Bolivia cracks down on obese soldiers and officers by refusing uniforms and promotions

President Evo Morales said he wants soldiers to be as fit as world-class athletes

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The Independent US

Overweight soldiers and police in Bolivia have been ordered to shape-up after President Evo Morales said that they should be fit enough to compete in international athletics.

President Morales suggested that military personnel and officers who neglected their fitness should not be promoted and insisted that staying in good shape was a “responsibility” of the security forces.

Military officials plan to record each soldier's weight and their fitness will be taken into account for any future promotions.

Defence Minister Ruben Saavedra has said soldiers “must be prepared both on an intellectual and physical level,” the BBC reported.

Police chiefs have forbidden overweight recruits - who would measure 25 to 29.9 on the Body Mass Index (BMI) - from wearing uniforms and have demanded they patrol plain-clothed until they slim down, it is also claimed.

However, soldiers and officers have complained of the lack of sports facilities before the government stepped in to supply training equipment to barracks and stations to reach fitness targets.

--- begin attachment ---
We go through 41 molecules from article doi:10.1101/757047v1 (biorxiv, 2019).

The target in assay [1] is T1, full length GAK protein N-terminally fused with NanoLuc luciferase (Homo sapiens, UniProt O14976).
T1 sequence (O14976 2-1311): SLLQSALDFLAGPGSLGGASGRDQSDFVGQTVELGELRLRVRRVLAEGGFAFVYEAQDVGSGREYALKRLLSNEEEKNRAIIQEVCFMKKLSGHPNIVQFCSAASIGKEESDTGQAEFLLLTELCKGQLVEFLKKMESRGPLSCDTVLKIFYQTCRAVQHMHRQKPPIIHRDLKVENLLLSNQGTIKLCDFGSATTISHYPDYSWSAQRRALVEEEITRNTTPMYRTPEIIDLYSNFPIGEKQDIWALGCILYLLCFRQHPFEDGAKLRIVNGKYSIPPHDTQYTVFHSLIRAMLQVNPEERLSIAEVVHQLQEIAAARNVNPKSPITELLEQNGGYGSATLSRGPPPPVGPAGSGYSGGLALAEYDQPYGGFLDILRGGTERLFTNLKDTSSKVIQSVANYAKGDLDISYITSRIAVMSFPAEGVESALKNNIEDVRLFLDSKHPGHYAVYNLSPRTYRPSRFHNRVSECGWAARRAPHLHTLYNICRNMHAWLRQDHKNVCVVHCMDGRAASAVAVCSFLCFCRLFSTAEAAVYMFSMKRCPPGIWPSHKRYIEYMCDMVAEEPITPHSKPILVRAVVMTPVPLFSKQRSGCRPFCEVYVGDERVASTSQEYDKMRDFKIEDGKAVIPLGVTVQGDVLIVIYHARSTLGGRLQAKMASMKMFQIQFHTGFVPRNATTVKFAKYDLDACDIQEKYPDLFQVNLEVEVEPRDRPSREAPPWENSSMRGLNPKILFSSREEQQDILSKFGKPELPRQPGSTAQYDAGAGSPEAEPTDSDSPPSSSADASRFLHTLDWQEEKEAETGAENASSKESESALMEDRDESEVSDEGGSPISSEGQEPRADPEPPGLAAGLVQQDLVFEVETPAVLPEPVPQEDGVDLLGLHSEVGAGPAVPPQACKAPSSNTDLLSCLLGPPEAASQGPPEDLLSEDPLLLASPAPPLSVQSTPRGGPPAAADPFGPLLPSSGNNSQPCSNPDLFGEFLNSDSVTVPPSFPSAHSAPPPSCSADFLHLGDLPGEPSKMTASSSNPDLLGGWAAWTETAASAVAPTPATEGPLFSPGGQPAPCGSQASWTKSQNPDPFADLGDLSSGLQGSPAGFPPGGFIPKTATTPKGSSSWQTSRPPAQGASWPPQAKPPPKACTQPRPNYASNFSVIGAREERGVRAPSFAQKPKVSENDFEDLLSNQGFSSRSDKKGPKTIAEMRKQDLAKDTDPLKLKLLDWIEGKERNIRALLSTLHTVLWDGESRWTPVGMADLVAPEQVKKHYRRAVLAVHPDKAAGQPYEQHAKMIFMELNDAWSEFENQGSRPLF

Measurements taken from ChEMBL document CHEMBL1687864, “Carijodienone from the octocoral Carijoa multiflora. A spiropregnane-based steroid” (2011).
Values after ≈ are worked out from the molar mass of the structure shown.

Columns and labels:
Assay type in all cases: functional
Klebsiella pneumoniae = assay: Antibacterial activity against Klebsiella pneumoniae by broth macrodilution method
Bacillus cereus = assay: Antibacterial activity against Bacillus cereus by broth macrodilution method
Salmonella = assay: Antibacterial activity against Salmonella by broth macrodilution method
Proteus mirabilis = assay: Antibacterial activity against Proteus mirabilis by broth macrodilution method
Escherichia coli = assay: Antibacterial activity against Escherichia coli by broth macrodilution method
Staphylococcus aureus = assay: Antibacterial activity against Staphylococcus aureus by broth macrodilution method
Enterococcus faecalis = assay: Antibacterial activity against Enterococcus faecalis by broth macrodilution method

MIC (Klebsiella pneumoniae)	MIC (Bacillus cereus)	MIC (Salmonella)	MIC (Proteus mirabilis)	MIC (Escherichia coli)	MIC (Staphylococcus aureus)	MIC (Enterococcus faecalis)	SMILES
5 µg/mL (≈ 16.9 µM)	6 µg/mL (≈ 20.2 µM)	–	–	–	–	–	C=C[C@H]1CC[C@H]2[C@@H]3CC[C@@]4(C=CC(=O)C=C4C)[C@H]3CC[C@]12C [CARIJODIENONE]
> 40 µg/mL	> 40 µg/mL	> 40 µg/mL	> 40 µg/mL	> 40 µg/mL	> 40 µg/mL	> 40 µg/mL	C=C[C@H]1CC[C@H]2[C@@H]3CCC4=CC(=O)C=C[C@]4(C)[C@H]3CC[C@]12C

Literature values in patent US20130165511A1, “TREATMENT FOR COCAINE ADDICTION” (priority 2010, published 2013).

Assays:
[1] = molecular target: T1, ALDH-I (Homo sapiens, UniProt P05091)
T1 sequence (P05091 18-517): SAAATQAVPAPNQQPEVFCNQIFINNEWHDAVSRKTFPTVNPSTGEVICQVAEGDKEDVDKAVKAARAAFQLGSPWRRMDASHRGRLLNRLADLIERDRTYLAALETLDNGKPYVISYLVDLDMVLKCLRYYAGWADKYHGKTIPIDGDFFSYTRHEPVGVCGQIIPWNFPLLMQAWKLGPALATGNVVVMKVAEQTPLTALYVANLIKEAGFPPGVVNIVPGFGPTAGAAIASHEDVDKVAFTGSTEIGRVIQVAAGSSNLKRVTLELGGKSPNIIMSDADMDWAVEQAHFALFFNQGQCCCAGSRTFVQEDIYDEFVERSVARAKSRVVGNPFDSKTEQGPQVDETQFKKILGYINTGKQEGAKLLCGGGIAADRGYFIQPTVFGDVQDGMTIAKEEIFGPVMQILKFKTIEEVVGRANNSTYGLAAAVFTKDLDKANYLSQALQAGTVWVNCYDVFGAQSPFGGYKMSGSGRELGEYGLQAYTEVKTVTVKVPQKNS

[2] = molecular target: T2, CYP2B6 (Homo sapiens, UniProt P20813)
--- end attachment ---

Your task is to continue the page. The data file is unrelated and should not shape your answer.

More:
In the UK, more than 25,000 military personnel were measured by the BMI scale to have been too overweight to perform frontline duties after a Freedom of Information request to the Ministry of Defence revealed the statistics.

The BMI claims to measure body fat based on the total mass and height of a person.

The MoJ refuted the claims and insisted its men and women “must be healthy” and “fit to handle everything in a case of emergency.”

A spokesperson for the government department said: “It is misleading to focus solely on BMI as this does not differentiate between bodyweight that is due to muscle mass and that which is body fat.”

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